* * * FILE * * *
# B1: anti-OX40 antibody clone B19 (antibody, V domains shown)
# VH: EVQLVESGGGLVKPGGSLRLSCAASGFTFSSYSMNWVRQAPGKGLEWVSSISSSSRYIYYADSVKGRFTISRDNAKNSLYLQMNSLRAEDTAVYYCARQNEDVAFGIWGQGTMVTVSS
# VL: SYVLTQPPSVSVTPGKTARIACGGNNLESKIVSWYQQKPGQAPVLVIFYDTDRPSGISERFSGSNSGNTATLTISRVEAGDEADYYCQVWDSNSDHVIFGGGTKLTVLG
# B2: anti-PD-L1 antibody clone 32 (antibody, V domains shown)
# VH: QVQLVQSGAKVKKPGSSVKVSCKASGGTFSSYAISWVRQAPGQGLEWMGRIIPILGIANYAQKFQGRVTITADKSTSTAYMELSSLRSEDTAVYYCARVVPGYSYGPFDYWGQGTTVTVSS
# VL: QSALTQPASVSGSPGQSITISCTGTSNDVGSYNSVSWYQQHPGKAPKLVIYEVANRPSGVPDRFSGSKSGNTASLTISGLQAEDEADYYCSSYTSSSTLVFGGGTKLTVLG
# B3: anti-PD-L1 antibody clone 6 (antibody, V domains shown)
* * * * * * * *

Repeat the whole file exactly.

# B1: anti-OX40 antibody clone B19 (antibody, V domains shown)
# VH: EVQLVESGGGLVKPGGSLRLSCAASGFTFSSYSMNWVRQAPGKGLEWVSSISSSSRYIYYADSVKGRFTISRDNAKNSLYLQMNSLRAEDTAVYYCARQNEDVAFGIWGQGTMVTVSS
# VL: SYVLTQPPSVSVTPGKTARIACGGNNLESKIVSWYQQKPGQAPVLVIFYDTDRPSGISERFSGSNSGNTATLTISRVEAGDEADYYCQVWDSNSDHVIFGGGTKLTVLG
# B2: anti-PD-L1 antibody clone 32 (antibody, V domains shown)
# VH: QVQLVQSGAKVKKPGSSVKVSCKASGGTFSSYAISWVRQAPGQGLEWMGRIIPILGIANYAQKFQGRVTITADKSTSTAYMELSSLRSEDTAVYYCARVVPGYSYGPFDYWGQGTTVTVSS
# VL: QSALTQPASVSGSPGQSITISCTGTSNDVGSYNSVSWYQQHPGKAPKLVIYEVANRPSGVPDRFSGSKSGNTASLTISGLQAEDEADYYCSSYTSSSTLVFGGGTKLTVLG
# B3: anti-PD-L1 antibody clone 6 (antibody, V domains shown)